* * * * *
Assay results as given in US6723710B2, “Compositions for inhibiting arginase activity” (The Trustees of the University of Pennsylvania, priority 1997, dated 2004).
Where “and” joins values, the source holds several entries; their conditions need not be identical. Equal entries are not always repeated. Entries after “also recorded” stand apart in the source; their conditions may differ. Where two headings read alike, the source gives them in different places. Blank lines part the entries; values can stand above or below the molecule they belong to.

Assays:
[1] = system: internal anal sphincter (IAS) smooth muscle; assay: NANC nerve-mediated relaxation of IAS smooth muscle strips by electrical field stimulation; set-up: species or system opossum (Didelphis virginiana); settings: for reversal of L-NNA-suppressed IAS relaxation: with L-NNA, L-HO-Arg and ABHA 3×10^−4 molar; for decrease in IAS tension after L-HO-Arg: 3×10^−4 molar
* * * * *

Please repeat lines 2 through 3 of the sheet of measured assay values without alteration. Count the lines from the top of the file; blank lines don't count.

Where “and” joins values, the source holds several entries; their conditions need not be identical. Equal entries are not always repeated. Entries after “also recorded” stand apart in the source; their conditions may differ. Where two headings read alike, the source gives them in different places. Blank lines part the entries; values can stand above or below the molecule they belong to.

Assays: